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Surg Infect (Larchmt). 2003 Winter;4(4):363-77.

Myocardial inflammatory responses to sepsis complicated by previous burn injury.

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Department of Surgery, UT Southwestern Medical Center, Dallas, Texas 75390-9160, USA.



It is generally accepted that an initial injury such as burn trauma alters immune function such that a second insult increases the morbidity and mortality over that observed with each individual insult. We have shown previously that either burn trauma or sepsis promotes cardiomyocyte secretion of TNF-alpha and IL-1beta, cytokines that have been shown to produce myocardial contractile dysfunction. This study determined whether a previous burn injury (given eight days prior to sepsis) (1) provides a preconditioning phenomenon, decreasing inflammatory responses to a second insult or (2) exacerbates inflammatory response observed with either injury alone.


Anesthetized Sprague-Dawley rats were given either burn injury over 40% total body surface area, sepsis alone (intratracheal S. pneumoniae, 4 x 10(6) colony forming units) or sepsis eight days after burn; all rats received lactated Ringer's solution. Hearts harvested 24 h after onset of sepsis alone or sepsis plus eight-day burn were used to (1) isolate cardiomyocytes (collagenase) or (2) assess contractile function (Langendorff). Cardiomyocytes loaded with 2 microg/mL Fura-2AM or sodium-binding benzofuran isophthalate were used to measure intracellular calcium and sodium concentrations (Nikon inverted microscope, Grooney optics, InCyt Im2 Fluorescence Imaging System). Additional cardiomyocytes were used to measure myocyte-secreted TNFalpha, IL-1, IL-6, IL-10 (pg/ml, ELISA).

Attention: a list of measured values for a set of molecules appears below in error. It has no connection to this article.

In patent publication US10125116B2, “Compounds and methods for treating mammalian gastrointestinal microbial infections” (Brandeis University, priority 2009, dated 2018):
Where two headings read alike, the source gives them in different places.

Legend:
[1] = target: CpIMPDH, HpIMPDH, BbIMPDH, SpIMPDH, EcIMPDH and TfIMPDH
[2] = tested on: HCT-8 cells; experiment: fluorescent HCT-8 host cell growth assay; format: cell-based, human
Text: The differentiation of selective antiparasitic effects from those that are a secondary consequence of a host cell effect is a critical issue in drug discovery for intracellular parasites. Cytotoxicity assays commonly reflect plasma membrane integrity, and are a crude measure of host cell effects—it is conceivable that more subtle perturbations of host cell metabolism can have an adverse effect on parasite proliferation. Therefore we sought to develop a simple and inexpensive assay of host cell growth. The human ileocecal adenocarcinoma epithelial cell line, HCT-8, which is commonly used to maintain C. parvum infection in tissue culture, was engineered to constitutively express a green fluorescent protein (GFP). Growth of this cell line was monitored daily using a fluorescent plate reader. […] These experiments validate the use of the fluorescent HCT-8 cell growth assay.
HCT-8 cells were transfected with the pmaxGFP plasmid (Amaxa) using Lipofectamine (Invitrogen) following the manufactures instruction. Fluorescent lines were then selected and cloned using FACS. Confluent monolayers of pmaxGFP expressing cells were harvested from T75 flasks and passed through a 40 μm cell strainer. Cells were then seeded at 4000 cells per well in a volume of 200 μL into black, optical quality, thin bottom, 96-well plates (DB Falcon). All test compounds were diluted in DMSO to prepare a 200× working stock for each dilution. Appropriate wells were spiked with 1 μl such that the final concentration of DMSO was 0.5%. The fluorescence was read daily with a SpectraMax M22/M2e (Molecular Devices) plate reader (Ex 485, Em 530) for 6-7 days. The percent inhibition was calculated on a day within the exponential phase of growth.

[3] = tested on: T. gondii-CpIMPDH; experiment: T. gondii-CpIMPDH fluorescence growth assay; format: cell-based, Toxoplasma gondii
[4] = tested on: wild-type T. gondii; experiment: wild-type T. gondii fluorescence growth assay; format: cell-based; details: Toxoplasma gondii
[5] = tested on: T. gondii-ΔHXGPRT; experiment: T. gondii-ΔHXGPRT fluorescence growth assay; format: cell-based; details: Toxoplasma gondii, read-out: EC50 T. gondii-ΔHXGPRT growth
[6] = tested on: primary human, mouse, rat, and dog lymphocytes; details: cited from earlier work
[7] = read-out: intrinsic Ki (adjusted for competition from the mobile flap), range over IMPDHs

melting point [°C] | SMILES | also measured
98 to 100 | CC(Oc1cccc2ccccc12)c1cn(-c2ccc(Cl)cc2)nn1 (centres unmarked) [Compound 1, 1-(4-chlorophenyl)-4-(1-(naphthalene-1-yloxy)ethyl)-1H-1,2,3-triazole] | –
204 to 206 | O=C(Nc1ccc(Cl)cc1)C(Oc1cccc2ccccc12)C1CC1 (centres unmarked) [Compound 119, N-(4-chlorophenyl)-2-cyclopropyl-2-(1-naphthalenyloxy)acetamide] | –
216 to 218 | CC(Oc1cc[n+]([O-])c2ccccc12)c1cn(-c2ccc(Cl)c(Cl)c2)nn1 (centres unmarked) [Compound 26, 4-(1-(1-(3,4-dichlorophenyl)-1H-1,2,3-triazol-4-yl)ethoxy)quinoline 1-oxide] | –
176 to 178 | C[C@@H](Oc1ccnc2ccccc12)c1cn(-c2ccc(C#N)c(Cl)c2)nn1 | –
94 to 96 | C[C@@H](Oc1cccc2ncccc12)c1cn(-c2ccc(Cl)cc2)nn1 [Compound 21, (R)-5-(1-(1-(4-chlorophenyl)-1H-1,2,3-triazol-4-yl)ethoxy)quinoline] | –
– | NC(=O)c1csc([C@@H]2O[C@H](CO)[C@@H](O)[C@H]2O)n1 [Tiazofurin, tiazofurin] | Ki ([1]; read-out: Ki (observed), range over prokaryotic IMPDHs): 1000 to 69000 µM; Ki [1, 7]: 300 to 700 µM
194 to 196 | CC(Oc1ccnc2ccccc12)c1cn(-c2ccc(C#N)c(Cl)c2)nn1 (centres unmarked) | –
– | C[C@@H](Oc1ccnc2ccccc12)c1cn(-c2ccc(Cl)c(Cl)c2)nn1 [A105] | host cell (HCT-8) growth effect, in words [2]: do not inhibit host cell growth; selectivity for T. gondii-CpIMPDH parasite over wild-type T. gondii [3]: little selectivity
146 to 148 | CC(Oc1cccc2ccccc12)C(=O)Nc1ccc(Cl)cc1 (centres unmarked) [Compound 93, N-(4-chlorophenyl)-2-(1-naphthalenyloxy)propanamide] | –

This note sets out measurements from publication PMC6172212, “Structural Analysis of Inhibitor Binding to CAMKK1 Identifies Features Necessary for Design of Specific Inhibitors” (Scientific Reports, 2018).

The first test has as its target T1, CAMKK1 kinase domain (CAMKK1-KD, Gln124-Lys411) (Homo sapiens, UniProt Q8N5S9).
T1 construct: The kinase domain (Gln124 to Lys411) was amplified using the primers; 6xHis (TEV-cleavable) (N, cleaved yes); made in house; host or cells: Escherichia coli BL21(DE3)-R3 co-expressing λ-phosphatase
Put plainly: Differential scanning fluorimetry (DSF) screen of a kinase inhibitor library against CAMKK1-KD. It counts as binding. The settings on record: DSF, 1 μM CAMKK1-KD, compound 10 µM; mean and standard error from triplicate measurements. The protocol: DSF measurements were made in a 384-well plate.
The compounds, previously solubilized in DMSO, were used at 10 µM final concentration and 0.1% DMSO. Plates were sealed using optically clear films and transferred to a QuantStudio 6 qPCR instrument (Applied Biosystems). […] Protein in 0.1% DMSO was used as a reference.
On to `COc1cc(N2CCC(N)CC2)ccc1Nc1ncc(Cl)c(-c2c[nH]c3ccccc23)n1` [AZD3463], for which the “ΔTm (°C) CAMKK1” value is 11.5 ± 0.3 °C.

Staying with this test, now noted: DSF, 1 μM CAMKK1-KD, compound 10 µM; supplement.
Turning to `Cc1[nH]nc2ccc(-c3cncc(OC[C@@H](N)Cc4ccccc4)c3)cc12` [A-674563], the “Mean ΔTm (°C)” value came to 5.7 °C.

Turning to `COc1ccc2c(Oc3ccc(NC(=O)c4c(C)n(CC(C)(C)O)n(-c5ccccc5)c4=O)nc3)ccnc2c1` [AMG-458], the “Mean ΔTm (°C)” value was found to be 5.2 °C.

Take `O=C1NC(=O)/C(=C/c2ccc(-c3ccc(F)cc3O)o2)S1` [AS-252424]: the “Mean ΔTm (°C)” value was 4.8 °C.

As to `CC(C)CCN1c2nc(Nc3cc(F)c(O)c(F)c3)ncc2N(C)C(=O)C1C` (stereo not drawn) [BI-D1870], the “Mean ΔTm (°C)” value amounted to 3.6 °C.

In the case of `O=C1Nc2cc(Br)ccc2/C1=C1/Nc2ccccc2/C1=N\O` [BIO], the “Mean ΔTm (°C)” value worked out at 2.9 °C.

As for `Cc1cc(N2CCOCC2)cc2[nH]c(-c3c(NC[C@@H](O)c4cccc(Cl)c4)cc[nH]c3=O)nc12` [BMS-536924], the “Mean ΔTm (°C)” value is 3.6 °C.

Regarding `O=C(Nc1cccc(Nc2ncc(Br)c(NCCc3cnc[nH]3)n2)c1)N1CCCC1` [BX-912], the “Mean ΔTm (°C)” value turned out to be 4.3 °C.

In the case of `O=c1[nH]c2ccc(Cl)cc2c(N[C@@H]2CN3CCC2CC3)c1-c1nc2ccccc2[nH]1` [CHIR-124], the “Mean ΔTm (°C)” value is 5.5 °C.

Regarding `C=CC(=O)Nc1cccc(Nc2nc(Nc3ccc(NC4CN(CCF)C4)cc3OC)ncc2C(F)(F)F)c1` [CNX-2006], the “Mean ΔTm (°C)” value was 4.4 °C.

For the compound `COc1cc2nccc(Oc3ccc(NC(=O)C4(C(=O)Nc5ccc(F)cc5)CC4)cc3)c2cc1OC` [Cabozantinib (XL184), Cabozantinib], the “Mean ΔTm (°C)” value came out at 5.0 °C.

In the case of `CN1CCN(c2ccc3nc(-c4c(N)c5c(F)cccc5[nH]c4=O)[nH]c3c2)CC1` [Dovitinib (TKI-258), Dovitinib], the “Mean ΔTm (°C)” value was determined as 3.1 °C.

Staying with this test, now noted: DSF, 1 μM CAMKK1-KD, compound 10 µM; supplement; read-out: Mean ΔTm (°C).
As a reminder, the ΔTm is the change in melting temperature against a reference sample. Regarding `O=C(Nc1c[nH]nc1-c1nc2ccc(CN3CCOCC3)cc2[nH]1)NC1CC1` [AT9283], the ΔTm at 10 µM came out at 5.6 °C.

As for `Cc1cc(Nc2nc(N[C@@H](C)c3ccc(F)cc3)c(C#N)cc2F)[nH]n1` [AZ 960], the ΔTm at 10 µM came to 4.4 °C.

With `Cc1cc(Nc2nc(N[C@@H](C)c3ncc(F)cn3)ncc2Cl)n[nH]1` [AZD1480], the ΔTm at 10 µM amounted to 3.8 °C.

Either burn trauma alone or sepsis alone promoted TNF-alpha, IL-1beta, nitric oxide, IL6 and IL-10 secretion by cardiomyocytes (p < 0.05). Producing aspiration-related pneumonia eight days postburn produced myocardial pro- and anti-inflammatory responses and increased myocyte Ca2+/Na+ concentrations to a significantly greater degree than the responses observed after either insult alone.


A previous burn injury alters myocardial inflammatory responses, predisposing the burn-injured subject to exaggerated inflammation, which correlates with greater myocardial dysfunction.

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